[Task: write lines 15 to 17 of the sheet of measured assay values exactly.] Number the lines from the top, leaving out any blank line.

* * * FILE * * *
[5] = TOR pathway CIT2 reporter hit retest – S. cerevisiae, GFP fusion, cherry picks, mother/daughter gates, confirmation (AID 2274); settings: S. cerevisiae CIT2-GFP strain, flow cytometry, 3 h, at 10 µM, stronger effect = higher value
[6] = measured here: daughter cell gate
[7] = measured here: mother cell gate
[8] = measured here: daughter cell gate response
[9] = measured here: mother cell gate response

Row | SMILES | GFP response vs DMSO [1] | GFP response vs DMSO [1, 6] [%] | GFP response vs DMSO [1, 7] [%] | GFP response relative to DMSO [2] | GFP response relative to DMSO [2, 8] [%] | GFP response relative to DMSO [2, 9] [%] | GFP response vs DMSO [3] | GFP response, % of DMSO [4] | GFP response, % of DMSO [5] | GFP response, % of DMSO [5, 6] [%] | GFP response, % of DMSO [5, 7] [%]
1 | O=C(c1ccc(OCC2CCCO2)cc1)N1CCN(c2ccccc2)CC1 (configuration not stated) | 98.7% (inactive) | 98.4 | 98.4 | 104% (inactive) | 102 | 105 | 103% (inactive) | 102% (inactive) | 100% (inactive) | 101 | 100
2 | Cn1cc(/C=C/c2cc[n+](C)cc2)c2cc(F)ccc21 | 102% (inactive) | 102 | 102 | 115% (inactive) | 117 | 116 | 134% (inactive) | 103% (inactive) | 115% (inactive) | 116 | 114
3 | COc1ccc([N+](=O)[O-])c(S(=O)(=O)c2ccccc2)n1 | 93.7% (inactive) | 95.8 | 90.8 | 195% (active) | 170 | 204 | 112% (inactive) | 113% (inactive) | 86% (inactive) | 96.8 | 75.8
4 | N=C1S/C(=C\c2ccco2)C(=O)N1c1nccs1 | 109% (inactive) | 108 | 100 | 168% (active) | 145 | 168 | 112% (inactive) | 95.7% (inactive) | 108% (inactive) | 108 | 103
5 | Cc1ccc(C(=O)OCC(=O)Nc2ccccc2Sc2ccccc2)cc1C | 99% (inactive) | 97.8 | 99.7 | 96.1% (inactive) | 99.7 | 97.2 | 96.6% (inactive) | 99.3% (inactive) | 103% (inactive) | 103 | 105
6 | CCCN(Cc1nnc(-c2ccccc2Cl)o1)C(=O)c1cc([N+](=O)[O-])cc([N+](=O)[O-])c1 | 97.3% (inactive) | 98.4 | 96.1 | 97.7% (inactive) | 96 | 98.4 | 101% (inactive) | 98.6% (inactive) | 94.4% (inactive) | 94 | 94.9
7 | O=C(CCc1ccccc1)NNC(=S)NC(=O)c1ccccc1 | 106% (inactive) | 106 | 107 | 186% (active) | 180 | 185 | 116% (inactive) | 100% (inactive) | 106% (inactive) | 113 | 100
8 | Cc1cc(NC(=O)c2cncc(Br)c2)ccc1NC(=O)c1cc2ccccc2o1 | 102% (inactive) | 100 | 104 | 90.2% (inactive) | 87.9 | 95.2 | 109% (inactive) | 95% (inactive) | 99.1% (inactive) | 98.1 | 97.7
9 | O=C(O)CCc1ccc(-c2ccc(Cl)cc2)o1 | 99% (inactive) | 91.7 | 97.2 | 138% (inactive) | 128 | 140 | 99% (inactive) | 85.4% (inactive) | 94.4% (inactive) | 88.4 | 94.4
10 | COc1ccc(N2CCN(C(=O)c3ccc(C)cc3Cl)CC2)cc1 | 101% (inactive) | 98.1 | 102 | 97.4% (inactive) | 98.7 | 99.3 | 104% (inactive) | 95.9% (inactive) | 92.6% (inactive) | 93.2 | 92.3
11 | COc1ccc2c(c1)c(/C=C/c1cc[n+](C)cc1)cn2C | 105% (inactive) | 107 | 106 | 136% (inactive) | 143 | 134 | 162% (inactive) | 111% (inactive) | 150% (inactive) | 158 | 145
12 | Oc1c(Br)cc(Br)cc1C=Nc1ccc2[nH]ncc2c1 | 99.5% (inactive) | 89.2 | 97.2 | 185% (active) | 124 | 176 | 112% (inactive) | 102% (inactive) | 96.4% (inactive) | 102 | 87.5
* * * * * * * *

9 | O=C(O)CCc1ccc(-c2ccc(Cl)cc2)o1 | 99% (inactive) | 91.7 | 97.2 | 138% (inactive) | 128 | 140 | 99% (inactive) | 85.4% (inactive) | 94.4% (inactive) | 88.4 | 94.4
10 | COc1ccc(N2CCN(C(=O)c3ccc(C)cc3Cl)CC2)cc1 | 101% (inactive) | 98.1 | 102 | 97.4% (inactive) | 98.7 | 99.3 | 104% (inactive) | 95.9% (inactive) | 92.6% (inactive) | 93.2 | 92.3
11 | COc1ccc2c(c1)c(/C=C/c1cc[n+](C)cc1)cn2C | 105% (inactive) | 107 | 106 | 136% (inactive) | 143 | 134 | 162% (inactive) | 111% (inactive) | 150% (inactive) | 158 | 145